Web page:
[I reviewed the film again for Neo magazine when it was released on home video, and found more to like.]
This isn’t anime – it’s a remarkably lavish Chinese fantasy that makes a fascinating contrast with the recent Mary and the Witch’s Flower. Both Mary and Big Fish are extremely Ghibli-ish fantasies, but whereas Mary is affable family fare, Big Fish evokes the unnervingly mad, weird side of Ghibli.
Specifically, Big Fish goes for the crazy fantasy of Spirited Away. It’s nearly all set in a magic realm under our world. A non-human girl, Chun, falls in forbidden love with a human, and strives to rescue him when he drowns (pure Little Mermaid). Chun resurrects the boy as a fish in her world, a forbidden act that might destroy the world.
In the film’s cycle of tragedy, multiple characters sacrifice themselves for a person or people they love. The one (apparently) villainous character is great fun, but she’s incidental to the cycle, and simply vanishes before the climax. Wait through the end credits, as a crucial epilogue scene takes the cycle to a higher level.
Chun’s world has huge fish swimming in air; Biblical floods which drown landscapes; phoenixes married to old men who turn into trees; and sinister fairy-tale denizens who command cats and rats, and who trade in human souls. (Warning; children may be upset by a brief scene of dolphins being slaughtered.)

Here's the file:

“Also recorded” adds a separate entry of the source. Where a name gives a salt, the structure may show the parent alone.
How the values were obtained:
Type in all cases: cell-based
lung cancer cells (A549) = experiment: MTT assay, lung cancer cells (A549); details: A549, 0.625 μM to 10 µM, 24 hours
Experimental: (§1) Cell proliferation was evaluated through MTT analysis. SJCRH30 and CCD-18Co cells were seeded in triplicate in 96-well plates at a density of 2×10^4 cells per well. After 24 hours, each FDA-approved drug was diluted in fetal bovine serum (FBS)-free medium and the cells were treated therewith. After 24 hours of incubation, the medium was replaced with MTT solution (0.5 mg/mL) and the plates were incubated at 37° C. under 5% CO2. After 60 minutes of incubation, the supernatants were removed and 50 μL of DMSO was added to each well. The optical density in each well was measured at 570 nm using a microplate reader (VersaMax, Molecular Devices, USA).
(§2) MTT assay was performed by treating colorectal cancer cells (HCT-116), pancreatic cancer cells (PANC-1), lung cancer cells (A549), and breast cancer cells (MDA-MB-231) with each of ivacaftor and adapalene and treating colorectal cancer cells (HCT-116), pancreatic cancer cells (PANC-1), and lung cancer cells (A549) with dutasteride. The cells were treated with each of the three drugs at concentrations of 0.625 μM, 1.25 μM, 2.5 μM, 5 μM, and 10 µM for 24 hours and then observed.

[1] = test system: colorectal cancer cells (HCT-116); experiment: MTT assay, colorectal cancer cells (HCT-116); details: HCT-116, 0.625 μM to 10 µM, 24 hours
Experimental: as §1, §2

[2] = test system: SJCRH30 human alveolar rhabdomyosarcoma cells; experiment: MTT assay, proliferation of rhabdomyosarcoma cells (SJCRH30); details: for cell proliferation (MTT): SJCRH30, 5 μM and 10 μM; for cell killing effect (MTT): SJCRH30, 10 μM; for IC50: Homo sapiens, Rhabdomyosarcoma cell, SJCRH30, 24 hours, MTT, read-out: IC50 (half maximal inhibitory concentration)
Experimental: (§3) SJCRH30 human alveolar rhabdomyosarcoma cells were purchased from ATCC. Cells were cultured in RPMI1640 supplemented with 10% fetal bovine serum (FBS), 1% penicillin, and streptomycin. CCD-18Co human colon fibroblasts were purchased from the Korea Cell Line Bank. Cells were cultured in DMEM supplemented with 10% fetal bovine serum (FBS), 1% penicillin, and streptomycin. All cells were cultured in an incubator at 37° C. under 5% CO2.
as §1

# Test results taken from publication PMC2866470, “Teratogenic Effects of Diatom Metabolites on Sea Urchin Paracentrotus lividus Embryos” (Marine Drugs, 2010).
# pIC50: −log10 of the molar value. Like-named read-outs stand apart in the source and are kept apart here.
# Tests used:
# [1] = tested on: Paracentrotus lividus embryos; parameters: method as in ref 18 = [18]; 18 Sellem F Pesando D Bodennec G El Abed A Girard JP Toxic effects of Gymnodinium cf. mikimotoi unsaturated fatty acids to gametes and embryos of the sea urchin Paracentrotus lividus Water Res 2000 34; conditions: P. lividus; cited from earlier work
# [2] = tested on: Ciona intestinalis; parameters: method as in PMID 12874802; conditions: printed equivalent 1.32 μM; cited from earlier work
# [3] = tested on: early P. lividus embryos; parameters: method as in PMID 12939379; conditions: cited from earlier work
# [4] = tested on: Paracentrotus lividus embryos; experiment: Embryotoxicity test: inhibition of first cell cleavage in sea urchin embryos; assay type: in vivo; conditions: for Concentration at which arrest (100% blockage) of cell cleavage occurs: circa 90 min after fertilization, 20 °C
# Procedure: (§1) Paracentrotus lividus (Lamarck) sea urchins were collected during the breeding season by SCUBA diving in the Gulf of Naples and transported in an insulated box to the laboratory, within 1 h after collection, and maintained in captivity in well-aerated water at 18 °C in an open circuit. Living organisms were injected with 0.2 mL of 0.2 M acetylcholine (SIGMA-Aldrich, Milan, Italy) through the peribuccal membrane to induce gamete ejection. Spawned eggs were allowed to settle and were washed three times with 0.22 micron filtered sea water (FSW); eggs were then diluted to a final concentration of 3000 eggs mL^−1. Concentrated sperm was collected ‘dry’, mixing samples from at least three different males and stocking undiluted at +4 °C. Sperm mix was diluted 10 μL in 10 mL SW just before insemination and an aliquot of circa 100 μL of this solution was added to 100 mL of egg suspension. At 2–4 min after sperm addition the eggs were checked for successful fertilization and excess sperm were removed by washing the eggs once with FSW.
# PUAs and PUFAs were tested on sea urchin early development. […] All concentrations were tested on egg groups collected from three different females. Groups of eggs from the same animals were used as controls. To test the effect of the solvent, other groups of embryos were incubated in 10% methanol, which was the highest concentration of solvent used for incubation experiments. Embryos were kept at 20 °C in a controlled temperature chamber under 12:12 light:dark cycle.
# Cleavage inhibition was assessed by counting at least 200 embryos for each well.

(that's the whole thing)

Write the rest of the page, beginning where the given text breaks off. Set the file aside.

If you’ve seen Spirited Away, then Big Fish will inevitably feel less boggling and a few images will feel outrageously familiar. But its vision is impressive, and richly rewards rewatching because of the strange, funny details you catch on second view, often involving background creatures and props.
The characters, though, are infuriating. They move so gracefully, yet we rarely feel their feelings. This should be a story of relationships, of a magic girl who loves a human, of another boy who silently, hopelessly loves her, and of the girl’s people who also love her, but who turn against her because of her taboo-breaking choices.
But the film can’t make us care for them. There are a few very touching moments, but many come just as the film is ending. Much of the story feels choppy and arbitrary, full of one-after-another incidents that don’t open up the characters. Big Fish could be an “abridged” movie version of a longer serial, with all the essential character-building trimmed out, except that its exquisite production values are absurdly beyond TV.
But we’re still giving the film a generous mark, because it looks so lovely, because it’s so rewatchable, and because if you do rewatch it, you’ll connect with it more despite its character and story problems.